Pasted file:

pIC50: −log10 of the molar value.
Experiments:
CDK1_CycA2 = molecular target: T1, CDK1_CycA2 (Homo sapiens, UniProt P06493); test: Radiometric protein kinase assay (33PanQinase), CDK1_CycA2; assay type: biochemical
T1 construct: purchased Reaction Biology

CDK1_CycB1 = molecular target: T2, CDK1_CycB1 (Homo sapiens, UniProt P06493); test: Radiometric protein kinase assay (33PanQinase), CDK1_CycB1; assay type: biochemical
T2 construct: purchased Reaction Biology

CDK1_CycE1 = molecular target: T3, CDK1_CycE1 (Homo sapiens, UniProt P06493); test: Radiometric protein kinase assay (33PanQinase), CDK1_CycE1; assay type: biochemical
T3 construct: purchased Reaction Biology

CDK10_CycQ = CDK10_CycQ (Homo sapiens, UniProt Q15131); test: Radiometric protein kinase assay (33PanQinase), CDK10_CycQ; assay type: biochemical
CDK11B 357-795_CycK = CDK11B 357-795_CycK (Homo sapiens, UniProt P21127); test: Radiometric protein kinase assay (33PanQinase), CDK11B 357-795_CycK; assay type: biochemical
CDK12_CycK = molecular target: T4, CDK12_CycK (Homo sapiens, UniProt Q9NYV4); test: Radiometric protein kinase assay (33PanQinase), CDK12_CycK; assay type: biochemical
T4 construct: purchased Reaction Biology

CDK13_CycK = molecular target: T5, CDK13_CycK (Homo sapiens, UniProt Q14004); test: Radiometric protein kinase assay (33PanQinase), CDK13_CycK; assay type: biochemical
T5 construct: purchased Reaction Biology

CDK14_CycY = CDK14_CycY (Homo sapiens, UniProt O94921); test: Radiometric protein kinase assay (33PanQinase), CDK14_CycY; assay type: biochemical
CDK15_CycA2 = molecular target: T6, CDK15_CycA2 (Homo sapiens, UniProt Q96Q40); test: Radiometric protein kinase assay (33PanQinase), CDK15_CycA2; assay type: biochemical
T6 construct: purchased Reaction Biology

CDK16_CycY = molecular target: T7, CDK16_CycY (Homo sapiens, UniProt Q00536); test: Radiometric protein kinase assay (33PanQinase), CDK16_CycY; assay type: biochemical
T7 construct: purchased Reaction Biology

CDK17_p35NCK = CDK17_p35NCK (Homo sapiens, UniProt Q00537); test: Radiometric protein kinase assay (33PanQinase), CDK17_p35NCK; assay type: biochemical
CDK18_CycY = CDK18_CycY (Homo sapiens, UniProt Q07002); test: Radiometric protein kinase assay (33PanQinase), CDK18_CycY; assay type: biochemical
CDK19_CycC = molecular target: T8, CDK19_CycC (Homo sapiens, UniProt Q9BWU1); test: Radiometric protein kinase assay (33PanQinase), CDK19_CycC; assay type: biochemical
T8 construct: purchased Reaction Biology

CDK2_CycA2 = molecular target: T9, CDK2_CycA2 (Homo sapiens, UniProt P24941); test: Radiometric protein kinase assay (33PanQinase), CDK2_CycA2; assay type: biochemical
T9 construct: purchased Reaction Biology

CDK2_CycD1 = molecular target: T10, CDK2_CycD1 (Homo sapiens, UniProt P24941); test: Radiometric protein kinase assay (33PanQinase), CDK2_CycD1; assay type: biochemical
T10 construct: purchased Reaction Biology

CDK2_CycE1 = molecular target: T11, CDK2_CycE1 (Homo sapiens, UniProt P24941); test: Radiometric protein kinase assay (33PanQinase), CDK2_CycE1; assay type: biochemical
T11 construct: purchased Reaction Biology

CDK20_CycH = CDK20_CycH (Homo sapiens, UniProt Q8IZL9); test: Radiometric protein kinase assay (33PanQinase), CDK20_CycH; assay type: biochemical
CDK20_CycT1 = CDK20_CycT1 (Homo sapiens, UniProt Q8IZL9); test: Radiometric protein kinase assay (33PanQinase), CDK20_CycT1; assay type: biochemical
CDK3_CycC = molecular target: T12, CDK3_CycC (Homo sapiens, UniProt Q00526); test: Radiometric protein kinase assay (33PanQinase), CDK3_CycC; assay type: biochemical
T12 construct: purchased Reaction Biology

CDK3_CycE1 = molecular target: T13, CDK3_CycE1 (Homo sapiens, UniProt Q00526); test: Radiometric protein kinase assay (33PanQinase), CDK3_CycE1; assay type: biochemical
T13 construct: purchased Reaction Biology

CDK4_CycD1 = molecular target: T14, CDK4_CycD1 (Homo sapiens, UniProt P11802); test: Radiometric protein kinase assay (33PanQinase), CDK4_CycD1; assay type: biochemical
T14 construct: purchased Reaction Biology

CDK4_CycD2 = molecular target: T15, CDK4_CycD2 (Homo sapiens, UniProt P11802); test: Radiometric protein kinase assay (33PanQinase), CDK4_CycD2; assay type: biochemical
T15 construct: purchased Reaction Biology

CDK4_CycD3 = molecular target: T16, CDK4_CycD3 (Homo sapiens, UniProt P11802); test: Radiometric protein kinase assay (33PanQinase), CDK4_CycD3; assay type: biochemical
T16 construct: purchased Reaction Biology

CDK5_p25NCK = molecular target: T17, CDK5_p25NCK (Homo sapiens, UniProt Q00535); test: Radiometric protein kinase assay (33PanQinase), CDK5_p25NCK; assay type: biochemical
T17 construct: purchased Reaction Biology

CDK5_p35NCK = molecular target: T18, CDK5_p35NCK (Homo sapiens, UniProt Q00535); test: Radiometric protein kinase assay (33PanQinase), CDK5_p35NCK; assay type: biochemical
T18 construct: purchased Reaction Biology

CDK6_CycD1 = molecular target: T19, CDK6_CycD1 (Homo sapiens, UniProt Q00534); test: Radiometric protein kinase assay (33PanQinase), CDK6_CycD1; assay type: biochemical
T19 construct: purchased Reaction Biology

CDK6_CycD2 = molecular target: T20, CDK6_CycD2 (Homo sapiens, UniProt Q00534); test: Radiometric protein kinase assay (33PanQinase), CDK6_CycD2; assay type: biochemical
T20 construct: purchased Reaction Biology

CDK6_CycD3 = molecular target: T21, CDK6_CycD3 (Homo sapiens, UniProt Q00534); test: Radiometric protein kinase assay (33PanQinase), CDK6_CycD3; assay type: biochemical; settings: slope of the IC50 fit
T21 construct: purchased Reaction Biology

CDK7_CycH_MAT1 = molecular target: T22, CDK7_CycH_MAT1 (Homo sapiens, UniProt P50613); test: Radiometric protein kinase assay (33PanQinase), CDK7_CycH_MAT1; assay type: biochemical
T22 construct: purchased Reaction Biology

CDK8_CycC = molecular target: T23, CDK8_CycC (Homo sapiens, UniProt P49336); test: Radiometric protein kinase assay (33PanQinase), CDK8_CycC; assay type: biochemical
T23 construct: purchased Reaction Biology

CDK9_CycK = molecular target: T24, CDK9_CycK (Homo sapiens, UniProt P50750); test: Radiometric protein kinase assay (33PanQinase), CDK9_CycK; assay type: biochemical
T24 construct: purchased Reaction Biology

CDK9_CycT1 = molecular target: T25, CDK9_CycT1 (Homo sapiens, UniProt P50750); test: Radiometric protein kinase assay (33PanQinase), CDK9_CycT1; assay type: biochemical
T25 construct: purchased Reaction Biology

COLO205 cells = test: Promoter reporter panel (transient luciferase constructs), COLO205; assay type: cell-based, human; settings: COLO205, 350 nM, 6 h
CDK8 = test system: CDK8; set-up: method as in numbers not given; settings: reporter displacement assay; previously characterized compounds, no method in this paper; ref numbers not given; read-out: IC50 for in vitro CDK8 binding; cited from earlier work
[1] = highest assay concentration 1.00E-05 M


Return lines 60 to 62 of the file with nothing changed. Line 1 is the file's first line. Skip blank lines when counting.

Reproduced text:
COLO205 cells = test: Promoter reporter panel (transient luciferase constructs), COLO205; assay type: cell-based, human; settings: COLO205, 350 nM, 6 h
CDK8 = test system: CDK8; set-up: method as in numbers not given; settings: reporter displacement assay; previously characterized compounds, no method in this paper; ref numbers not given; read-out: IC50 for in vitro CDK8 binding; cited from earlier work
[1] = highest assay concentration 1.00E-05 M